Like 7
  6. jerry z

    There is a photo of my brother’s ’65 Vette, same as pictured with my dad, niece, and nephew standing in front of the car. The photo is from 1970. What a car!

    Like 2
  7. John S

    It looks like a very honest mid year Corvette to me. As for the correctness, there is just not much to pick on.

    Like 3
  8. Steve Clinton

    Santa, this is what I want for Christmas!

    Like 4
  9. Patrick J. Flynn

    Drove mine across the USA three times. Nothing better than turning the key in this car. King of the world stuff. The braking and handling were super in this car and the M-22 4 speed was absolutely flawless. Dropping the soft top while seated at a light was just showing off. True driver’s car.

    Like 7
  10. Ike Onick

    “Drove mine across the USA three times.”

    Don’t you have to go across four times to get back home?

    Like 3
    • Patrick J. Flynn

      Not when you start in Motown and then out to Surf City…and round trip it again.

      Like 3
  11. Russ Ashley

    Nice looking Vette. This is about the first one I’ve seen on here with the original shifter still in place. That makes me think that either he put it back in or maybe he just didn’t bang on it much. From the looks of the car I would say the latter.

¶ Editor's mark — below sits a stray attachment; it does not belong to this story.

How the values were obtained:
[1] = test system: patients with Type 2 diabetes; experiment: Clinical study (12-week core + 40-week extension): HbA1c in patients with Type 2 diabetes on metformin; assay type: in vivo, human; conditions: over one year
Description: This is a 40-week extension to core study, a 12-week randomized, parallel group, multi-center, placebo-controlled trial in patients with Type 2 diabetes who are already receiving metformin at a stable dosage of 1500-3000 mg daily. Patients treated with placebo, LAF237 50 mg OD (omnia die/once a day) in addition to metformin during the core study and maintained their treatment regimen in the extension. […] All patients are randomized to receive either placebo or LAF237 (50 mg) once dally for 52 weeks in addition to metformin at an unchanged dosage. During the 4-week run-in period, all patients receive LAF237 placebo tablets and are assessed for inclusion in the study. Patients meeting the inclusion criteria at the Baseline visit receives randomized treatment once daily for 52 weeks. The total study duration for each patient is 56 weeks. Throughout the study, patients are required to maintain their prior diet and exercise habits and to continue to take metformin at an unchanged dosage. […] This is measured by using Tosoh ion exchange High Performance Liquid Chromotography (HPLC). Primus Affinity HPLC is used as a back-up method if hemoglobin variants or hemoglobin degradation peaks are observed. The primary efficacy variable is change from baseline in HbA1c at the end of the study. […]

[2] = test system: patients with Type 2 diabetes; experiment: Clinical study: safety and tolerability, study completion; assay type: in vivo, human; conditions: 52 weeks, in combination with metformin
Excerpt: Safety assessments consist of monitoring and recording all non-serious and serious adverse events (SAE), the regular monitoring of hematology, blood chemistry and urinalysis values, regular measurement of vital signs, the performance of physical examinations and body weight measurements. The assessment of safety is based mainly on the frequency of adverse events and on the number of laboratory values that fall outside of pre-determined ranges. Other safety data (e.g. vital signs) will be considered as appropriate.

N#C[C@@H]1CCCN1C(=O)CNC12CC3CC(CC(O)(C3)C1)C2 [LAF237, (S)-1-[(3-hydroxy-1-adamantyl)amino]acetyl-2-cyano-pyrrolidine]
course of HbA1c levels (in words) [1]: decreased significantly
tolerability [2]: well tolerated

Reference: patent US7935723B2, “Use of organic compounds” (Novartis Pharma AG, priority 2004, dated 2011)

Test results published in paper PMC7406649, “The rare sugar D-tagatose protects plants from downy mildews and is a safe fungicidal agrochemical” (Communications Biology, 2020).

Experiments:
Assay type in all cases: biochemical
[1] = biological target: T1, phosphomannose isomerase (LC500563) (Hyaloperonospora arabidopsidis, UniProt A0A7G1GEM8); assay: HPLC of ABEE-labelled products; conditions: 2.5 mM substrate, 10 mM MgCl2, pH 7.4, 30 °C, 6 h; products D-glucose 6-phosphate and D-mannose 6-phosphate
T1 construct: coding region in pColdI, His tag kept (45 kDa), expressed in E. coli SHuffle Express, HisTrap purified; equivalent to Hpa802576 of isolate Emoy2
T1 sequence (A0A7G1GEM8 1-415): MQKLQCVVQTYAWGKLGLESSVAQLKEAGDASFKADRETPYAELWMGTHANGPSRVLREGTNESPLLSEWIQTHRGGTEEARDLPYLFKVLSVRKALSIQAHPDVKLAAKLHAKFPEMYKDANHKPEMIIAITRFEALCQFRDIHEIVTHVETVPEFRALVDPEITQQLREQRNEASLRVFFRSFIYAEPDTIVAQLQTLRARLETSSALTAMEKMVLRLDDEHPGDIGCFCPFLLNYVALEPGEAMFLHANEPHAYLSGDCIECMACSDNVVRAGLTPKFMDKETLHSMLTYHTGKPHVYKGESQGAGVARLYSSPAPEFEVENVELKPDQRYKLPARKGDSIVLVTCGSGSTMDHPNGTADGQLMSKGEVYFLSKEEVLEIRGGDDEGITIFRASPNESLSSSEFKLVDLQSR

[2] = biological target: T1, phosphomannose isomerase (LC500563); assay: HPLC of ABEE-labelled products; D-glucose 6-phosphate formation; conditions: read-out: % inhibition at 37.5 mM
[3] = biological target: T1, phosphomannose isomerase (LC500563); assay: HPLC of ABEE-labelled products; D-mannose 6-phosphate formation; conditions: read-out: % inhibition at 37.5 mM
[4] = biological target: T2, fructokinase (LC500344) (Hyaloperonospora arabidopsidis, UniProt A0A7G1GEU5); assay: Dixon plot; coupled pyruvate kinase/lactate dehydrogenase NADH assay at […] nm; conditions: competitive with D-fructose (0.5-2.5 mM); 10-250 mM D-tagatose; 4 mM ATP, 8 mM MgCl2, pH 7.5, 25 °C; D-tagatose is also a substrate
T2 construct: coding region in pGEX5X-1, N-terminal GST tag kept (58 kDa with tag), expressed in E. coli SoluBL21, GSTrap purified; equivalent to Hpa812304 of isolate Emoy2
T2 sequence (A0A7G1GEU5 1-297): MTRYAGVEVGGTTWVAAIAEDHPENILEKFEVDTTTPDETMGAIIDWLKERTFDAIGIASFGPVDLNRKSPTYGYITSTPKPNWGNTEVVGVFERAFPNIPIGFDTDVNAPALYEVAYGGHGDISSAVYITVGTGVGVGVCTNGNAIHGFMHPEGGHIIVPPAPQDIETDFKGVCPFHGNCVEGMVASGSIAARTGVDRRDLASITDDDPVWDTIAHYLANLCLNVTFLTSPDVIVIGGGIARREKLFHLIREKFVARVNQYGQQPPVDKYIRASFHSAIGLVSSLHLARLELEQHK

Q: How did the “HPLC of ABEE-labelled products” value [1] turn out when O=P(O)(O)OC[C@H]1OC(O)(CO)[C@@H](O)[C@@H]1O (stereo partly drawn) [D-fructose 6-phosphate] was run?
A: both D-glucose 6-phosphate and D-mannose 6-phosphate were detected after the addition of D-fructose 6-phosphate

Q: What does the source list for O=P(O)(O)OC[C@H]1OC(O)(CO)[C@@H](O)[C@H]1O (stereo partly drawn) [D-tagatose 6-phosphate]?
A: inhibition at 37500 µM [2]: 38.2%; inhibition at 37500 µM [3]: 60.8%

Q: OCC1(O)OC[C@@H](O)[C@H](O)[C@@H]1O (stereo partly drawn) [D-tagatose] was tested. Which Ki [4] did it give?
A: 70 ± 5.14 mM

Like 1
  12. Glenn Reynolds

    My 63 had the stock shifter too. When it decided to to go into both forward and reverse at the same time, I had to get used to crawling under the car and moving the external rods back into place. Even considered cutting a hole in the driveshaft tunnel so I could do it from inside.

  13. Stuart Richter

    I’d have a blue Christmas with this one… Was in the USAF in Korea when this one hit the streets.

    Like 2
    • Patrick J. Flynn

      Mine was purchased by a Vietnam era fighter pilot who didn’t make it. I bought it in 1981. His family kept it until he was finally found. I missed that by a hair. Always hoped he might appreciate how I kept and used it. F’n thieves got it.

      • robert semrad

        I don’t understand…..what did you miss by a hair? By almost not making it back?

  14. Billy

    comment too follow the post